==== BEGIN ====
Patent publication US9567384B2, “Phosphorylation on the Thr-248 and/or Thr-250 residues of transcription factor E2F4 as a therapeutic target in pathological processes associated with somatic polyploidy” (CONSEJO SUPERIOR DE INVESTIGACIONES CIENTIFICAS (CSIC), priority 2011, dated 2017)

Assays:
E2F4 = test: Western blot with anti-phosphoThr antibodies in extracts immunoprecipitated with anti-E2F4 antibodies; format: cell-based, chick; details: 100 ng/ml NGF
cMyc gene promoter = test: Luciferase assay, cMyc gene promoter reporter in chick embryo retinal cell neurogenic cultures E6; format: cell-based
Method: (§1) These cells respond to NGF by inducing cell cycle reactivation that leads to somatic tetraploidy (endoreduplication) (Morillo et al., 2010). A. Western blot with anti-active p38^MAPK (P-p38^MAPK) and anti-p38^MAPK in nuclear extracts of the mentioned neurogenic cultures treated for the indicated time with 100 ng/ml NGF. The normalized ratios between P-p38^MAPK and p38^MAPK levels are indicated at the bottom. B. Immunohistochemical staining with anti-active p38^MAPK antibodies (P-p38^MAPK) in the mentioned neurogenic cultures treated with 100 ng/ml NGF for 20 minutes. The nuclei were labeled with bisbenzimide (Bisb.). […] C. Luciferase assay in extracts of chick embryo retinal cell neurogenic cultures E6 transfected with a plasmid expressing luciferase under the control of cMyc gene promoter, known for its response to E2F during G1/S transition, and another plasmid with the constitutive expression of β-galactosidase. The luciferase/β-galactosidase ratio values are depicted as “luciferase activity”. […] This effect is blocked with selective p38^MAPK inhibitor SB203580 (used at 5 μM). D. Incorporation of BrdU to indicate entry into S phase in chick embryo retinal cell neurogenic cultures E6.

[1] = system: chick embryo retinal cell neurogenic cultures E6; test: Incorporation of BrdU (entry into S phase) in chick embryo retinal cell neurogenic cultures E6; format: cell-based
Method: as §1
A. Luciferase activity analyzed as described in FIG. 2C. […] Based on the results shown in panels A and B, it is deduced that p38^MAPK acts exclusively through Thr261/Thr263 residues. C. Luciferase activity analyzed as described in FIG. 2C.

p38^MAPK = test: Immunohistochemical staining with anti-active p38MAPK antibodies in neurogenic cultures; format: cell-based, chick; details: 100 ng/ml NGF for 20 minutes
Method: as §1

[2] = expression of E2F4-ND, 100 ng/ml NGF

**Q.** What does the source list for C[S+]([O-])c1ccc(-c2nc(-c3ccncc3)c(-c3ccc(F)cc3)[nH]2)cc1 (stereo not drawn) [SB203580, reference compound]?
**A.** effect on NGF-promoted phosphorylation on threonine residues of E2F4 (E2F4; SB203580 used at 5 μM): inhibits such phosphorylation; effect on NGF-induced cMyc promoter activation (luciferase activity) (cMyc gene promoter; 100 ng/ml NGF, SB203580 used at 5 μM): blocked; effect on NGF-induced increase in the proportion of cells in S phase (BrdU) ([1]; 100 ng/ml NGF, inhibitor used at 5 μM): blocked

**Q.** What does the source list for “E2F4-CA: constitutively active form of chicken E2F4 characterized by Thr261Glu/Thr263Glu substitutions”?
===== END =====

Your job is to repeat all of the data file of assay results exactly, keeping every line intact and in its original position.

Patent publication US9567384B2, “Phosphorylation on the Thr-248 and/or Thr-250 residues of transcription factor E2F4 as a therapeutic target in pathological processes associated with somatic polyploidy” (CONSEJO SUPERIOR DE INVESTIGACIONES CIENTIFICAS (CSIC), priority 2011, dated 2017)

Assays:
E2F4 = test: Western blot with anti-phosphoThr antibodies in extracts immunoprecipitated with anti-E2F4 antibodies; format: cell-based, chick; details: 100 ng/ml NGF
cMyc gene promoter = test: Luciferase assay, cMyc gene promoter reporter in chick embryo retinal cell neurogenic cultures E6; format: cell-based
Method: (§1) These cells respond to NGF by inducing cell cycle reactivation that leads to somatic tetraploidy (endoreduplication) (Morillo et al., 2010). A. Western blot with anti-active p38^MAPK (P-p38^MAPK) and anti-p38^MAPK in nuclear extracts of the mentioned neurogenic cultures treated for the indicated time with 100 ng/ml NGF. The normalized ratios between P-p38^MAPK and p38^MAPK levels are indicated at the bottom. B. Immunohistochemical staining with anti-active p38^MAPK antibodies (P-p38^MAPK) in the mentioned neurogenic cultures treated with 100 ng/ml NGF for 20 minutes. The nuclei were labeled with bisbenzimide (Bisb.). […] C. Luciferase assay in extracts of chick embryo retinal cell neurogenic cultures E6 transfected with a plasmid expressing luciferase under the control of cMyc gene promoter, known for its response to E2F during G1/S transition, and another plasmid with the constitutive expression of β-galactosidase. The luciferase/β-galactosidase ratio values are depicted as “luciferase activity”. […] This effect is blocked with selective p38^MAPK inhibitor SB203580 (used at 5 μM). D. Incorporation of BrdU to indicate entry into S phase in chick embryo retinal cell neurogenic cultures E6.

[1] = system: chick embryo retinal cell neurogenic cultures E6; test: Incorporation of BrdU (entry into S phase) in chick embryo retinal cell neurogenic cultures E6; format: cell-based
Method: as §1
A. Luciferase activity analyzed as described in FIG. 2C. […] Based on the results shown in panels A and B, it is deduced that p38^MAPK acts exclusively through Thr261/Thr263 residues. C. Luciferase activity analyzed as described in FIG. 2C.

p38^MAPK = test: Immunohistochemical staining with anti-active p38MAPK antibodies in neurogenic cultures; format: cell-based, chick; details: 100 ng/ml NGF for 20 minutes
Method: as §1

[2] = expression of E2F4-ND, 100 ng/ml NGF

**Q.** What does the source list for C[S+]([O-])c1ccc(-c2nc(-c3ccncc3)c(-c3ccc(F)cc3)[nH]2)cc1 (stereo not drawn) [SB203580, reference compound]?
**A.** effect on NGF-promoted phosphorylation on threonine residues of E2F4 (E2F4; SB203580 used at 5 μM): inhibits such phosphorylation; effect on NGF-induced cMyc promoter activation (luciferase activity) (cMyc gene promoter; 100 ng/ml NGF, SB203580 used at 5 μM): blocked; effect on NGF-induced increase in the proportion of cells in S phase (BrdU) ([1]; 100 ng/ml NGF, inhibitor used at 5 μM): blocked

**Q.** What does the source list for “E2F4-CA: constitutively active form of chicken E2F4 characterized by Thr261Glu/Thr263Glu substitutions”?